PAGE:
RIO Tinto has admitted it was a big mistake to purchase aluminium maker Alcan six years ago and as a result the company is now more likely to favour some commodities over others.
Addressing his first annual general meeting, chief executive Sam Walsh said Rio was focused on raising funds by selling assets in 2013.
“We are targeting significant cash proceeds from divestments and are reviewing a number of potential non-core assets for divestment, in addition to those we’ve already announced, such as Pacific Aluminium and Diamonds,” Mr Walsh told shareholders in London.
Rio in February announced its first ever full-year net loss of almost $US3 billion ($2.9 billion). Since then the world’s second-largest iron ore producer has been slashing jobs to cut costs. Mr Walsh said Rio had also bolstered investment committee controls and procedures.
“This will ensure … that we invest only in projects that deliver returns well above our cost of capital,” the chief executive said. He said 2012’s capital expenditure of $US17.4 billion “will be our peak year of investment”.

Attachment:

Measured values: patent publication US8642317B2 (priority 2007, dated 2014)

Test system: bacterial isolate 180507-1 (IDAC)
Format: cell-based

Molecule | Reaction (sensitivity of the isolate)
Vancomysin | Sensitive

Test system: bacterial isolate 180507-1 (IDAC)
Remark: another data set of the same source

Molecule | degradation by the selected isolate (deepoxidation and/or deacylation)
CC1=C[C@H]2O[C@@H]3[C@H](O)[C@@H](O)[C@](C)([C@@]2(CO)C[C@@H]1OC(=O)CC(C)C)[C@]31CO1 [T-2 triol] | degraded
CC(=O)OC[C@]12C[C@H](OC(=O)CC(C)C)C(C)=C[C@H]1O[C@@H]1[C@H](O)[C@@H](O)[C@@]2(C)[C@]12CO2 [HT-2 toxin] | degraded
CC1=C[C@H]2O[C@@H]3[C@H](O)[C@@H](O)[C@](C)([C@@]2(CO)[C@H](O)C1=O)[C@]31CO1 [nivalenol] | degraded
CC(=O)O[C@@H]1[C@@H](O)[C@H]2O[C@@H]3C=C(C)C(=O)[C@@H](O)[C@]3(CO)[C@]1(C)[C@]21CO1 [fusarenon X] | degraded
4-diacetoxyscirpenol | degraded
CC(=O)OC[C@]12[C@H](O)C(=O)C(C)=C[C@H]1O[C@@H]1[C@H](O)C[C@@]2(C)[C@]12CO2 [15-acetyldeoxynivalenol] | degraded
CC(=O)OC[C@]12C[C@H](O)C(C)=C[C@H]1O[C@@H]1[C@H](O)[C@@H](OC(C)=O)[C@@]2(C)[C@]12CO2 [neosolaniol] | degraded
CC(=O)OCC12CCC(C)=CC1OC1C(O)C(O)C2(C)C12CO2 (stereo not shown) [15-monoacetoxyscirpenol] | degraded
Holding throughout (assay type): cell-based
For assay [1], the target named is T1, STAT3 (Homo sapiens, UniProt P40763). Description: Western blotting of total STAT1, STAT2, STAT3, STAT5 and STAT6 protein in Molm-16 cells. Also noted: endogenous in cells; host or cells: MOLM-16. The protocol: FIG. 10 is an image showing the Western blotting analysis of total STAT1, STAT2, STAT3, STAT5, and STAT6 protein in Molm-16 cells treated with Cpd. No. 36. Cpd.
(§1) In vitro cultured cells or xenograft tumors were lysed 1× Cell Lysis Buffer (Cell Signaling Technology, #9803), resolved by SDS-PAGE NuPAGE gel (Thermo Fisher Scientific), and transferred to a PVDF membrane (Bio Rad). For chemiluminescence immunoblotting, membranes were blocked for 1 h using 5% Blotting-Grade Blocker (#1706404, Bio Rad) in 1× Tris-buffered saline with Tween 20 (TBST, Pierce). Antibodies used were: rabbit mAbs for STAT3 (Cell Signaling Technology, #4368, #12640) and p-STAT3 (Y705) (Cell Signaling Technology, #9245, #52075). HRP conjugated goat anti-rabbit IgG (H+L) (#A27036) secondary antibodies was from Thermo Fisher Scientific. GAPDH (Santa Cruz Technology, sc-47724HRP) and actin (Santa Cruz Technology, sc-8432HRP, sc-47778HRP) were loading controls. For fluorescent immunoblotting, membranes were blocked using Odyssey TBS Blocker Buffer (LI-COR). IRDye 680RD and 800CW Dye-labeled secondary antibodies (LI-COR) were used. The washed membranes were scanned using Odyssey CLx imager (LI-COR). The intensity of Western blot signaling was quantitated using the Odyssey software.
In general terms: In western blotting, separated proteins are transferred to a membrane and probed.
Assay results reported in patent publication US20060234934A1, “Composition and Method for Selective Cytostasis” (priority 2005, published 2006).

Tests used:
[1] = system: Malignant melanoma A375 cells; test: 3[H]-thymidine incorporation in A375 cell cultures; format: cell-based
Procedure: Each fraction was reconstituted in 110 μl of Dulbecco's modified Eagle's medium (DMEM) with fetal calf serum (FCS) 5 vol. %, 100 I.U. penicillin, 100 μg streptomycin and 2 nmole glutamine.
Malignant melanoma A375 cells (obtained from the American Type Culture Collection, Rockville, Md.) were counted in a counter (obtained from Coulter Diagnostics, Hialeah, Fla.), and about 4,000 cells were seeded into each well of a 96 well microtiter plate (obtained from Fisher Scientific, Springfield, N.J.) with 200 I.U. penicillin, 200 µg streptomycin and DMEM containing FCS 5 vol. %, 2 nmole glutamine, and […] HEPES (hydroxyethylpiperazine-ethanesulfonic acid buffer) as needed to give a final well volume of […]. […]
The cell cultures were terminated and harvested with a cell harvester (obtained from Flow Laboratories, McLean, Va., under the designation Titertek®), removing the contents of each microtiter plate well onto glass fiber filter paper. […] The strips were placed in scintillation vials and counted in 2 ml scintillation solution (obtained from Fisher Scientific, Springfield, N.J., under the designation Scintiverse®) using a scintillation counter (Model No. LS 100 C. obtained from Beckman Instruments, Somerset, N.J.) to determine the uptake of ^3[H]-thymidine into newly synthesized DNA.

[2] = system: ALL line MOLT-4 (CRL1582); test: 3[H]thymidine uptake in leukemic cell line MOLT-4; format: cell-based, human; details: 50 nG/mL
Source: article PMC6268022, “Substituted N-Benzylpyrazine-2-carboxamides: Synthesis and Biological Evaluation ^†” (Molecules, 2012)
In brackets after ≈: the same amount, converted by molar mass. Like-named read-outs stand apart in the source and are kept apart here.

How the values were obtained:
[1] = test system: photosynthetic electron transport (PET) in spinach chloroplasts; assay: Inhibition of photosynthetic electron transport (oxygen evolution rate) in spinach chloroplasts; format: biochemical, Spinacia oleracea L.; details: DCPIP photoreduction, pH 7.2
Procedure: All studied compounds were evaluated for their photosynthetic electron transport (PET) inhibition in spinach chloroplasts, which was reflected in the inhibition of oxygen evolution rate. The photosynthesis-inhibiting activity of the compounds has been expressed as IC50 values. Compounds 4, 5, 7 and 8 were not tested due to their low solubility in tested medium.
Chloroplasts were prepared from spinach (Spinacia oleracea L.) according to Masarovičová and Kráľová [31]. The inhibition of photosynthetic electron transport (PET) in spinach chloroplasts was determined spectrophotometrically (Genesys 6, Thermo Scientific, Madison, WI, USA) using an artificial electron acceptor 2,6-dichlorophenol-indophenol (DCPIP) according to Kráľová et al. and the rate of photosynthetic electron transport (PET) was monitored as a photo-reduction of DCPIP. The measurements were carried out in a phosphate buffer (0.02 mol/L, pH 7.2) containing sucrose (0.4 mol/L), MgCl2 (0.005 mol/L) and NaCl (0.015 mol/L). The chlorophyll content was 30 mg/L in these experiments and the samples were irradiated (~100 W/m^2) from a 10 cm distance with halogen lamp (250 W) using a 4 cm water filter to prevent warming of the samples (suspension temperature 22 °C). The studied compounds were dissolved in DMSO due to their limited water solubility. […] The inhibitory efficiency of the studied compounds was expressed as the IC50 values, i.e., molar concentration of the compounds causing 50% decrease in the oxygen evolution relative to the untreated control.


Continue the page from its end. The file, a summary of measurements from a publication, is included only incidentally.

Rio acquired Alcan in mid-2007. Chairman Jan du Plessis said in hindsight the transaction was “badly timed at the top of the market”.
“In retrospect, we therefore have to acknowledge that the acquisition has had a significant negative impact on shareholder value,” he said.
Chief financial officer Guy Elliott said as a result of the Alcan experience Rio had begun “to reconsider the agnostic approach that we might have towards one commodity versus another”.
“We do (now) have views upon each commodity and probably do favour some more than others,” he said in London.
Rio has been criticised for its near total dependence on iron ore despite calling itself a diversified resources company.
Iron ore in 2012 contributed $US9.24 billion of the group’s $US10.2 billion in earnings.
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